Hummus, the New Nutrient Rich Spread
No one knows for sure how far back the history of hummus goes, but traces of chickpea, the key ingredient, have turned up in Middle Eastern archeological sites dating to 7,500 B.C. Made from the few ingredients of chickpeas (garbanzo beans), olive oil, lemon juice and salt hummus is a delectable, creamy, irresistibly tasty spread. Seasonings are added to taste and can be used to make different varieties like roasted pepper, roasted garlic, or stick with traditional and sprinkle some cumin on top. The making of this dish is quite simple. All the ingredients are simply ground down until they form a smooth paste. These key ingredients come together beautifully and create a snack that is chock-full of nutrients that are linked to many health benefits.
Hummus is a great sources of Omega 3 fatty acids, iron, and fiber. Beyond the nutritious benefits hummus is very satiating as well as rich in protein which helps you fight hunger cravings. “Food satiety” is the scientific term used to describe our satisfaction with food—how full it leaves us feeling, and how effective it is in eliminating our sense of hunger and appetite. Hummus can lower your risk of heart disease because it supports healthy cholesterol and blood pressure. These nutrients also contribute to better regulation of blood sugar.
In a recent study, “two groups of participants received about 28 grams of fiber per day. But the two groups were very different in terms of their food sources for fiber. One group received dietary fiber primarily from garbanzo beans. The other group obtained dietary fiber from entirely different sources. The garbanzo bean group had better blood fat regulation, including lower levels of LDL-cholesterol, total cholesterol, and triglycerides.”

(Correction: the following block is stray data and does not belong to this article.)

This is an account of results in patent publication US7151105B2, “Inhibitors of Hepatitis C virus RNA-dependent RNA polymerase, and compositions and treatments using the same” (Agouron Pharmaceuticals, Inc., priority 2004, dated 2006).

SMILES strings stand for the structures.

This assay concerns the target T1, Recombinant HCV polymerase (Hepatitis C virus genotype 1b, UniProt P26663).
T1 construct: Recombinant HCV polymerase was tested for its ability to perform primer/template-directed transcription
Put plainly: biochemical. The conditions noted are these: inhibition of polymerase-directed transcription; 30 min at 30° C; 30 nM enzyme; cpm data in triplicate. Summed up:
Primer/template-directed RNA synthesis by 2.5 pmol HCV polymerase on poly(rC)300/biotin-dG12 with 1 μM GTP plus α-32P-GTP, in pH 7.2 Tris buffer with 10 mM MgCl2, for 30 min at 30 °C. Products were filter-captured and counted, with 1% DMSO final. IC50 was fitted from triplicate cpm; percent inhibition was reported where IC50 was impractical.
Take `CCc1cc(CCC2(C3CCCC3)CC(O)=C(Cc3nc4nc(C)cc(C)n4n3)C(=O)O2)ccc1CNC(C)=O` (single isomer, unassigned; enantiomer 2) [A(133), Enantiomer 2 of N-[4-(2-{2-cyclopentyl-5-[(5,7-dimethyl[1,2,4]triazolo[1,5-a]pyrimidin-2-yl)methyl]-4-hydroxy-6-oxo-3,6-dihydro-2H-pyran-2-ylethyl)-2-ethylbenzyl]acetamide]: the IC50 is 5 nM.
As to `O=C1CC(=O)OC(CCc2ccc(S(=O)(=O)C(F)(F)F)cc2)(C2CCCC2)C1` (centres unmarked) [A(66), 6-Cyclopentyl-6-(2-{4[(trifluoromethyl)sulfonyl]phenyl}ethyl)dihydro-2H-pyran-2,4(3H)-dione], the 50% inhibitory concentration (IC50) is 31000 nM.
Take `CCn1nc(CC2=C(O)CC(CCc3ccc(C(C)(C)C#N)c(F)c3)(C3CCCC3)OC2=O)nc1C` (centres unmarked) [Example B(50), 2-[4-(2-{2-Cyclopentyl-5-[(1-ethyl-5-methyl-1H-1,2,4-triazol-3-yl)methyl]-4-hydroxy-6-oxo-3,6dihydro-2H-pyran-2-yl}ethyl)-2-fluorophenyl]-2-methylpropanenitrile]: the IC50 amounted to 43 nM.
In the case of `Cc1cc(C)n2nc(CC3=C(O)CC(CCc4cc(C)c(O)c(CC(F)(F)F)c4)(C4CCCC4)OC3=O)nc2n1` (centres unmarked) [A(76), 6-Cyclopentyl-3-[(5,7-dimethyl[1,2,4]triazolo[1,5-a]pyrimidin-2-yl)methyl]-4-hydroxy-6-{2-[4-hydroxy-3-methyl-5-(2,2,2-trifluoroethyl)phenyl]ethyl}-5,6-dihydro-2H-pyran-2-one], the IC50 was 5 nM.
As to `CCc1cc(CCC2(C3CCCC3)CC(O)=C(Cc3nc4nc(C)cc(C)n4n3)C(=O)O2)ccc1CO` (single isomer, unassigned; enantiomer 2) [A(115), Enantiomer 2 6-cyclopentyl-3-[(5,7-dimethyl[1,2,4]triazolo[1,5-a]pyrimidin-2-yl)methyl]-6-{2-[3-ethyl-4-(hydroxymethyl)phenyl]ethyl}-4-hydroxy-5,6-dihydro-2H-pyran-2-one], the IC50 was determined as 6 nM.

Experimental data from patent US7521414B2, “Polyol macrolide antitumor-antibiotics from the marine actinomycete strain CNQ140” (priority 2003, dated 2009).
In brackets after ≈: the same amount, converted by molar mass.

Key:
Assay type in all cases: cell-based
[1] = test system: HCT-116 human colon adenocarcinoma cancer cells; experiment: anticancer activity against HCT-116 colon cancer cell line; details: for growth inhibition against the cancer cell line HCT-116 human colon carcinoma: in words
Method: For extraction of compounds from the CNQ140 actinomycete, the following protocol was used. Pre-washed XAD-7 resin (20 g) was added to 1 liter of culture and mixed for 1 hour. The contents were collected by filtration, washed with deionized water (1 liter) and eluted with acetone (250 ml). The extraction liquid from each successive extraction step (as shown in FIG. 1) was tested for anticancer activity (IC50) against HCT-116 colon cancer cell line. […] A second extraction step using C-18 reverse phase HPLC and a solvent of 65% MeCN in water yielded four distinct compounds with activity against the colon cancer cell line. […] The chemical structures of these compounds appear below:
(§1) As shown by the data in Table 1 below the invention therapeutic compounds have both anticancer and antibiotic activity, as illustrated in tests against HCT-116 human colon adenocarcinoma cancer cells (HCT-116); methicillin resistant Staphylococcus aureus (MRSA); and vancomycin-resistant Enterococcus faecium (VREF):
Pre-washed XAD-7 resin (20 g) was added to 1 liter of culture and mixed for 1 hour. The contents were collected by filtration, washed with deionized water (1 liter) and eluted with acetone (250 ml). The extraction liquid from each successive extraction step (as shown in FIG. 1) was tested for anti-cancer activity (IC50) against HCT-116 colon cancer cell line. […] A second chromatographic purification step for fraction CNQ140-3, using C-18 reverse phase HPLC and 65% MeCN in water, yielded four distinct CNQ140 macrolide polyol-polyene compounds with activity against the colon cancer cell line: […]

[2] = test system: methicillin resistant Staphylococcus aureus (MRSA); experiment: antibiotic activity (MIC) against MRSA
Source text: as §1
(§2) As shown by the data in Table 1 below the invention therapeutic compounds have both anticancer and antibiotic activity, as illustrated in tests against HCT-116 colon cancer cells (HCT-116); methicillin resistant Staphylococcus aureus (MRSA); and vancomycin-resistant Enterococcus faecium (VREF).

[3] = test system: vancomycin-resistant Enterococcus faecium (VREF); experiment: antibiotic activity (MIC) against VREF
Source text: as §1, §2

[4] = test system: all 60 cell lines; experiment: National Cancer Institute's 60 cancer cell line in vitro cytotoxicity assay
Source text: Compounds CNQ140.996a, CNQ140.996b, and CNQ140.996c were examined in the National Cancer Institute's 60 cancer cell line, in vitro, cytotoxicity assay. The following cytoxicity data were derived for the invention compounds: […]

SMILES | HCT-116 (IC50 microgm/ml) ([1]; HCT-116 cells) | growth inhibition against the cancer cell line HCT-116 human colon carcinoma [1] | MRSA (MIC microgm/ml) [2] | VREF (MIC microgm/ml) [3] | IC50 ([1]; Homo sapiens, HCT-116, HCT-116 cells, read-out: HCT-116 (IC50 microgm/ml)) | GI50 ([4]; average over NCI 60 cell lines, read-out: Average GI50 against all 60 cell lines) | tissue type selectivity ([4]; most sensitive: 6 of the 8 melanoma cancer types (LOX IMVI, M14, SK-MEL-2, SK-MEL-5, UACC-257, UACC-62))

The base of hummus is garbanzo beans. Known by many names garbanzo beans are also commonly called chickpeas. The name “chickpea” can be traced back through the French chiche, Latin for ‘chickpea’. When found in the grocery store the name chickpeas and garbanzo beans are interchangeable, elsewhere there is subtle differences between the two. The beans found in grocery stores are usually cream-colored and relatively round, known at the “kabuli-type”. These beans come in many variety’s. World wide the most common type of garbanzo been is the “desi-type” which is smaller, irregularly shaped, and varies in color.
Hummus’ popularity is on the rise because Americans are seeking more “healthy” snacks. The sales of these types of spreads have gone up to $530 million in 2012, a 11 percent increase from a year earlier and a 25 percent jump over 2010, according to market-research firm Information Resources Inc. Grocery isles have been filling up with many different brands of pre-made hummus. Since this dish is so simply to make I highly suggest making it at home, which will also be more cost effective and you won’t have to worry about preservatives.